Somewhere, perhaps it's this clothes rack in the lounge, costumes are hung for each actor in a production, identified by a color-coded tag. This also may be the room that gets divided into two spaces for dressing rooms for large casts.




Lots of books to read.





And, actors lounging. This actor is the grandfather in "There Goes the Bride," whose deafness and misinterpretations create chaos among the wedding party. At the moment, he's using the lounge computer.








Scene shop crew
This was amazing. These guys create the illusion that you're looking at the real thing on set, be it brick walls, tumbling bricks or murderous daggers. They pride themselves on inventive use of found materials and ingenious crafting of improbable parts into the appearance of everyday surroundings. (Think carpet padding or foam pulled out of old couches, for example.)  And all that in the lightest weight possible to facilitate easy movements of sets and avoid injury to actors in rough and tumble action.

I should have asked . . . when SIL and I saw, those several years ago, "The Full Monty," one character would run across the stage and up a vertical wall as high as he could go (high!) , then crash back to the stage on his back. Several times. How did he not get brain damage? Or broken bones? Or did he?

The young woman on the right is the props manager for the productions. She gathers everything from furniture, fixtures, lamps, telephones and fake packs of cigarettes, to plates of chow mein (shellacking the real thing attracts ants) for meals on stage.


That brick wall? Light as a feather!


I regret that I didn't take notes, only photos, so I don't have everyone's name. I've pulled a few from zeroing in on name tags and picked up a few from written materials and the website. I apologize for omissions or errors.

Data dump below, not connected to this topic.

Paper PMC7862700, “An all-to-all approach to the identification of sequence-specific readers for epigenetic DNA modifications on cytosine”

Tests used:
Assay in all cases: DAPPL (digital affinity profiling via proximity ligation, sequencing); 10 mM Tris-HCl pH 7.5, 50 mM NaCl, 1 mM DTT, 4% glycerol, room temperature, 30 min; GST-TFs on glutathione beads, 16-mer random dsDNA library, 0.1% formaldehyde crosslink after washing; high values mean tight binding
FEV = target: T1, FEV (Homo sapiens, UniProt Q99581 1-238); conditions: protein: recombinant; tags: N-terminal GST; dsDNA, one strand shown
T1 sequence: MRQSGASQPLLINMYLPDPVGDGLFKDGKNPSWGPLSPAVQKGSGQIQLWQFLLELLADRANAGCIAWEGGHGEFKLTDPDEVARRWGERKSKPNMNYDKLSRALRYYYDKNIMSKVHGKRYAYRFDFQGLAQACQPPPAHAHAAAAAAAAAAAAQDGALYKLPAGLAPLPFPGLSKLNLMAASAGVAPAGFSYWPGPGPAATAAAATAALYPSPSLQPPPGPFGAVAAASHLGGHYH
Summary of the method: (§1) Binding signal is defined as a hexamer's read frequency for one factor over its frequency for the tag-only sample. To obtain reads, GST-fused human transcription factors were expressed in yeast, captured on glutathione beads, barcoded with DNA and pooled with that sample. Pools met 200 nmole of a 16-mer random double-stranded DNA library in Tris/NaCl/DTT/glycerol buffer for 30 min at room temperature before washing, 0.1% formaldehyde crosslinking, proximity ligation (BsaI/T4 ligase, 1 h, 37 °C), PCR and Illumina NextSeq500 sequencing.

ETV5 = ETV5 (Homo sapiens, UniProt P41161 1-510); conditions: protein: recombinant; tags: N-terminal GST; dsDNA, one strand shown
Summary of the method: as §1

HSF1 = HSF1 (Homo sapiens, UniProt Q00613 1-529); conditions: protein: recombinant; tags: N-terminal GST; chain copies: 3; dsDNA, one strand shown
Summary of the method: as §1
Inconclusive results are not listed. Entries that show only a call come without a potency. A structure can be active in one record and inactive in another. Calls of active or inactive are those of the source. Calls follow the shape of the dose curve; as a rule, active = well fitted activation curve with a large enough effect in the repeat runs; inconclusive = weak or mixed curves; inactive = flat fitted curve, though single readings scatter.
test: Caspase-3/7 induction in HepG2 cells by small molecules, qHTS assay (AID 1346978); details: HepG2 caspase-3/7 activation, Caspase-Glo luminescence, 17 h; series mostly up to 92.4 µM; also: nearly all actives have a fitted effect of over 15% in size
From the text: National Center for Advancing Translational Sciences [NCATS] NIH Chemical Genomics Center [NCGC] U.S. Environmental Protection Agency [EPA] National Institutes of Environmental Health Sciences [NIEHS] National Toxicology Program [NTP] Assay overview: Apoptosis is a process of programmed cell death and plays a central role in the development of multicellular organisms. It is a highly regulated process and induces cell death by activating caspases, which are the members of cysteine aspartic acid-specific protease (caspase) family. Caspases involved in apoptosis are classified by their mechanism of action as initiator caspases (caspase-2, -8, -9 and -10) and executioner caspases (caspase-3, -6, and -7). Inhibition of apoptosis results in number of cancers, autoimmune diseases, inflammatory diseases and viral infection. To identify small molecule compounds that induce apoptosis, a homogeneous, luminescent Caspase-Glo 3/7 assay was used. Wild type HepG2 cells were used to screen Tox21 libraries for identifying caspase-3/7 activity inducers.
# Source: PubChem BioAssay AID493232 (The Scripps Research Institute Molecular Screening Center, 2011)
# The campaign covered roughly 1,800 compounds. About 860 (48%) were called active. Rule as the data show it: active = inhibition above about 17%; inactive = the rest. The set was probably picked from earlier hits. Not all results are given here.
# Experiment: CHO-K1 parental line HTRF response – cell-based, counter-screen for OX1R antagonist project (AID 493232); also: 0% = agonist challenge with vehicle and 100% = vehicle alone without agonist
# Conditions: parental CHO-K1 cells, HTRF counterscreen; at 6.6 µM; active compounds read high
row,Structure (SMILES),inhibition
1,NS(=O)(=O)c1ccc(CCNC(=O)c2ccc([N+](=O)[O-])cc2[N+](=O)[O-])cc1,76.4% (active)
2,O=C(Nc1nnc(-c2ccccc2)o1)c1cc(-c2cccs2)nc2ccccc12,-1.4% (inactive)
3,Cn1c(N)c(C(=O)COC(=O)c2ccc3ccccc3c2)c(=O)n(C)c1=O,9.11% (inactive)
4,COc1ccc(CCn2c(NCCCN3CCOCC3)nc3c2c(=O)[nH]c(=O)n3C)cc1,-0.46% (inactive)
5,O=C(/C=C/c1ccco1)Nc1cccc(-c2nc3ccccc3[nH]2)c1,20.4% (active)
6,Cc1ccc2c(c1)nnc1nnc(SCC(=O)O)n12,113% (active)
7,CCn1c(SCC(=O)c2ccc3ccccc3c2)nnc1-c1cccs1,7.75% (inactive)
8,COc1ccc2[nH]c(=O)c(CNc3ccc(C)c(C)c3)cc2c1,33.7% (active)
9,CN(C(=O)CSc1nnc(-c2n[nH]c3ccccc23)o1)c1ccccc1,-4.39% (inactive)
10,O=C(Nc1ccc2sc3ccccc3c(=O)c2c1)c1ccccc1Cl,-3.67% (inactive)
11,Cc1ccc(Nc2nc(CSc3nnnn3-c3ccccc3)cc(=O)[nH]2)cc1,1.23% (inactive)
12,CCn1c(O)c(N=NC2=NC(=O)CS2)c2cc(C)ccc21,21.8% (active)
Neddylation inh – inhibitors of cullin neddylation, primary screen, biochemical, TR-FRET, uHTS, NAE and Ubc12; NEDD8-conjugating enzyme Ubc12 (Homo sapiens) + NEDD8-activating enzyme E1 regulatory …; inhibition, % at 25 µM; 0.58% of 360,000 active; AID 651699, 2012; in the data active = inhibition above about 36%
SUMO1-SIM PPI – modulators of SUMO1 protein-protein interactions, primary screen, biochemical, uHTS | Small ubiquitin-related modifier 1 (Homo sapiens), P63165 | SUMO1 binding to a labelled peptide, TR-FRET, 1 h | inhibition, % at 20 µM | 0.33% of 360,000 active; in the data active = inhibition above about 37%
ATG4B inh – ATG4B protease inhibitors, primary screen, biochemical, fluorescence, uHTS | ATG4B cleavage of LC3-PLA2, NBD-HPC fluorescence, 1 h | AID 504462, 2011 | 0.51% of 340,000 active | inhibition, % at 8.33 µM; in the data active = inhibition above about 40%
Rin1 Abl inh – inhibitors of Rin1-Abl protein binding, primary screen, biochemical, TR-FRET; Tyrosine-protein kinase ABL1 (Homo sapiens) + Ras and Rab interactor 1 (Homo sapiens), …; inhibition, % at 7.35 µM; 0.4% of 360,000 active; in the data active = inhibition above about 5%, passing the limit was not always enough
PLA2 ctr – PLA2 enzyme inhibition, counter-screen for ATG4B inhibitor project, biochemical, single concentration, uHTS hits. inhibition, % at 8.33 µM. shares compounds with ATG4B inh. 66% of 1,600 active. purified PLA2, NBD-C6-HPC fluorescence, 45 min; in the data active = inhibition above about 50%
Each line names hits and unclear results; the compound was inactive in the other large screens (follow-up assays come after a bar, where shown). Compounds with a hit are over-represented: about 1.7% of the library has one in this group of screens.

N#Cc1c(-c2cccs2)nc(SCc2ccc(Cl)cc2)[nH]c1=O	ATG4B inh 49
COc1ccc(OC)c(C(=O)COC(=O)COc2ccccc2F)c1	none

We moved into the costume shop where a phalanx of sewing machines marched out ahead of us (Berninas, for my quilter friends!). Mannequins in costumes under construction for "There Goes the Bride" dot the room. Catch the wedding gown for the titular bride. Racks of costumes line the walls, wigs rest on their stands, and all manner of equipment is crammed into every bit of space.

If that big bottle of vodka on a distant shelf is visible, here's a handy hint: Spray it on a costume (e.g., the bridal gown) which smells musty or of sweat perspiration and it's fresh as new (note to actress: no smoking), or at least fresher.

Costume Shop Manager Bina Bieker poses between two costumes underway, with sketches of the desired product attached. I love the purple outfit.


We moved on to a large warehouse on the property which has been leased to the theater fairly recently. One-third of it has been set up as rehearsal space.




I'm shooting into the wall-width mirror here because it gives the best overview of the space. Its wonderful advantage is that it's larger than the stages of each of the two theaters so rehearsals can be done in "real size."  You can see the taped outline on the floor representing the set of "There Goes the Bride," and recognize also the replica couch and end table with beverages.


Another third of this warehouse is devoted to property storage. Floor to ceiling racks are stuffed with --- one would think -- every kind of furnishing imaginable.




If there's a system to this, it's not immediately self-evident.


The final third of the warehouse contains future office space, to be occupied when the refurbishment can be be financed.

I'm sure, given the sponsorship of the tour, that the Board of Trustees is hoping for donors among us. I'm not in the demographic to become a big donor, but I am inspired to make a modest donation and expand my attendance at their productions.

I want to thank Sierra Repertory Theatre for a super-fun morning, and offer best wishes for a thriving theater community in our largely rural area.

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See you soon.